The block on cards from Lloyds was first pointed out to us by MoneySaver Andy Trueman, an assistant transport manager from Derby. He told us: "I used to regularly pay at the pump for my fuel, but for the last month my debit card kept getting rejected. I rang my bank – Lloyds – and apparently this is because too many people were going overdrawn using this facility.
"I usually have to get fuel early in the morning because of my work pattern. Now I make sure I get my fuel when my shift allows me to go when the forecourt shop is open... I encountered the problem at both Morrisons and Asda fuel forecourts."
We've also seen people discuss the issue in our forum. Forumite Djene posted earlier this week to say that their Santander debit card wasn't accepted at a Morrisons fuel pump, and that they were told by the attendant that their card must have less than the required amount on.
Djene added: "But there is over that amount [on the card]. It takes my Nationwide debit card fine. All the cards work perfectly fine in Morrisons [in the store]."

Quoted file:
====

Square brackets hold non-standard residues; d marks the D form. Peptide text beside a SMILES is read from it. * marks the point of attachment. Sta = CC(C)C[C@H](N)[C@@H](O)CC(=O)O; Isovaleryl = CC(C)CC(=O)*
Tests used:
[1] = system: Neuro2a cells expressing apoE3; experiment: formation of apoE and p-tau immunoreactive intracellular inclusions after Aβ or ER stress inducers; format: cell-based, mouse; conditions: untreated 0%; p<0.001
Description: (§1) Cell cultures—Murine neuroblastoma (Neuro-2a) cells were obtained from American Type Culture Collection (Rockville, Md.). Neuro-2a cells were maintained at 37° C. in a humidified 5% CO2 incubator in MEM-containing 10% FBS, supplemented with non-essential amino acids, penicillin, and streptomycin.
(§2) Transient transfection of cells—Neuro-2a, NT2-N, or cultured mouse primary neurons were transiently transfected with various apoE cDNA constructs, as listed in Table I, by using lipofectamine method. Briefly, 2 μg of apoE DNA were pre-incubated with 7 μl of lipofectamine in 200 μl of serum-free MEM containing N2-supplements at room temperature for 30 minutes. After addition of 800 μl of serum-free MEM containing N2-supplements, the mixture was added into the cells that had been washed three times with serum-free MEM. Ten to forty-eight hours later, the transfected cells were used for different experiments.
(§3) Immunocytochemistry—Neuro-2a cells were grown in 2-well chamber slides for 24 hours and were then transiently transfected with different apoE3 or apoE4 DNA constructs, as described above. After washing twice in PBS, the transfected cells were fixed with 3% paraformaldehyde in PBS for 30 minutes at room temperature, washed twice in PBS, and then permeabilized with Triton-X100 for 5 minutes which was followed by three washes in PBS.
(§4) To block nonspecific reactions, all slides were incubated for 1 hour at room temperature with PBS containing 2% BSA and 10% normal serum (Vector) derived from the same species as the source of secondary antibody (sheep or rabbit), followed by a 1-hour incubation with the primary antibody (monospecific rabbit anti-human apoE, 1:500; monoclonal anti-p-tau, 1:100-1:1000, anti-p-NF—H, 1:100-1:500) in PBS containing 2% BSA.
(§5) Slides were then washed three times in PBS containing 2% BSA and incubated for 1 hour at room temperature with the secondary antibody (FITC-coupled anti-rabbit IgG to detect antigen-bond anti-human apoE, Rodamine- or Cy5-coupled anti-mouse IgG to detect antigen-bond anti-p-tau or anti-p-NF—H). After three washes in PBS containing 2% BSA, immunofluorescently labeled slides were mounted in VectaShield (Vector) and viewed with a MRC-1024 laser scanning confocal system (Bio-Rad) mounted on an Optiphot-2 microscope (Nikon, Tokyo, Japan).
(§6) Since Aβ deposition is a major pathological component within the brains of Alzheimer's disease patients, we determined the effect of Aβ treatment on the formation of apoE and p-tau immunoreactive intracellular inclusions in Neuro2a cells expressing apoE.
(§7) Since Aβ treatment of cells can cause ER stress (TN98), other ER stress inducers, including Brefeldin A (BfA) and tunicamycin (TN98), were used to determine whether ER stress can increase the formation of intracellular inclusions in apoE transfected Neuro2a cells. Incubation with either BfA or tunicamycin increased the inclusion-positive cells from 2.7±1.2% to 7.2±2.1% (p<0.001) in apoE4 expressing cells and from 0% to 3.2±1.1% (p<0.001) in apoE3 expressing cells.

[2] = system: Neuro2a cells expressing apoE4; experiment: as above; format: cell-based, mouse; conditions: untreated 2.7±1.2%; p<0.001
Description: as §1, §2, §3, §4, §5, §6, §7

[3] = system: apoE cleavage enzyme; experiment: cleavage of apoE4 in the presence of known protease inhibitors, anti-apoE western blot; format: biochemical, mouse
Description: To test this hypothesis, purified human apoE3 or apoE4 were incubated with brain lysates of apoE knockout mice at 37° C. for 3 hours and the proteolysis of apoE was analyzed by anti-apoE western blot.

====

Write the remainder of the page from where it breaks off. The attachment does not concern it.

Which banks implement the block?
We've contacted all the big banks to ask them what their policies are on this – here's what they told us:
Are basic bank account holders blocked from paying at the pump?
|Bank of Scotland||Yes – at non-updated pumps|
|Halifax||Yes – at non-updated pumps|
|HSBC||Yes – at non-updated pumps|
|Lloyds||Yes – at non-updated pumps|
|NatWest||Yes – at non-updated pumps|
|RBS||Yes – at non-updated pumps|
|Santander||Yes – at ALL pumps, including updated ones|
How many pumps haven't been updated?
No one seems to know for sure – but it's likely to be a large number.
The Petrol Retailers' Association told us it doesn't have any figures for the proportion of petrol stations which have had their systems updated – and of course, a large number of the UK's 8,500-odd petrol stations don't have any pay at the pump facilities.
But Tesco – which has about 500 petrol stations, many with pay at the pump and some which are ONLY pay at the pump – told us it hasn't updated its systems. Neither has Asda, which has around 300 petrol stations in total.